Enquiries are pouring in for introducing more new programmes, but the husband-wife duo is in no hurry as it has already been established that they rather take their own sweet time to implement a perfect programme rather than give in to the demand. Take robotics for example, which many parents want their young children to take up, it being 'the ultimate course'. The same goes for programming. "But these are courses that need a certain intellectual maturity which children below a certain age don’t always possess. Also, these courses are trending now, what about ten years down the line? We want to prepare students for that future. And because logic and reasoning will always be needed, we want to work on those skills," says Neha. But they do have other exciting programmes on the cards. Music, guitar and vocals, are on their mind and so are subjects like public speaking, life skills and more. "But we are not in a hurry to introduce them, we want to ensure that our foundation is strong," says Sanjeev. With their fairly recent 2,000 square feet branch in Kakatiya Hills, Madhapur, we would say their foundation is rock solid.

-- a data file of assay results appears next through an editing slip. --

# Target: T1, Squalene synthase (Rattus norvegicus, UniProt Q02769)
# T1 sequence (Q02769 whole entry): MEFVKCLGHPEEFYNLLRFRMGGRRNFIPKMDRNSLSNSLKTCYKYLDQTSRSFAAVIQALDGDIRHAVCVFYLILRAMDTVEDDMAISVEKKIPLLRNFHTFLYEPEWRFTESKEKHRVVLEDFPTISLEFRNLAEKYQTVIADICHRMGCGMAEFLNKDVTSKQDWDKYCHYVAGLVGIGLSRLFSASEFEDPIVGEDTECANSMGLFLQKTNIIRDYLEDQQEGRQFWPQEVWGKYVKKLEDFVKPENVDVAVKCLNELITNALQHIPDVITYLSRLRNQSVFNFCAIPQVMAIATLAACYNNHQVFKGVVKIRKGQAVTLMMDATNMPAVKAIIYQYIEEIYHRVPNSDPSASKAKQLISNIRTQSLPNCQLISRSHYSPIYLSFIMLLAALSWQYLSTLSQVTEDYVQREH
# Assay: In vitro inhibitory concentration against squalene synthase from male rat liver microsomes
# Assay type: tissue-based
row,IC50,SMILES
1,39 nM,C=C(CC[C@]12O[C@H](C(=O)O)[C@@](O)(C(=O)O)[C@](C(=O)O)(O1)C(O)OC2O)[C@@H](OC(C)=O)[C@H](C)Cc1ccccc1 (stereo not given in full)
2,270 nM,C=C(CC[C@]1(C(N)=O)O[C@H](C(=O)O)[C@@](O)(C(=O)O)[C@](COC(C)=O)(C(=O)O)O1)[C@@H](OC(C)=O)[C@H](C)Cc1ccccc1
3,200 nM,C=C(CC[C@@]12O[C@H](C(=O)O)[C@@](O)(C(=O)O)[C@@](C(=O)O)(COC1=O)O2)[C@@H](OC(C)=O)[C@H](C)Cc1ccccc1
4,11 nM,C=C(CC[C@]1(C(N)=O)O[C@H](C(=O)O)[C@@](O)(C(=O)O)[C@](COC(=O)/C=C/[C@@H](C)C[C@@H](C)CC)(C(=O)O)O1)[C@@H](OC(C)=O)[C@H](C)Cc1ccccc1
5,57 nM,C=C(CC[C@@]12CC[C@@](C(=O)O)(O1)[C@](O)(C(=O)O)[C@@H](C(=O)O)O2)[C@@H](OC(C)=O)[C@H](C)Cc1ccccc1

Just as we are about to bid them farewell, we recollect the question that piqued our curiosity in the first place. Their name! Sanjeev laughs and explains, "This space gets its initials of our family — Karan, our eight-year-old; Arhan, our four-year-old, Neha and me, Kites And Nine pinS." Wow! Learning cannot get more personal than this!
The terrific teachers
First act: Pallavi Banothu who teaches theatre and creative writing | (Pic: KANS)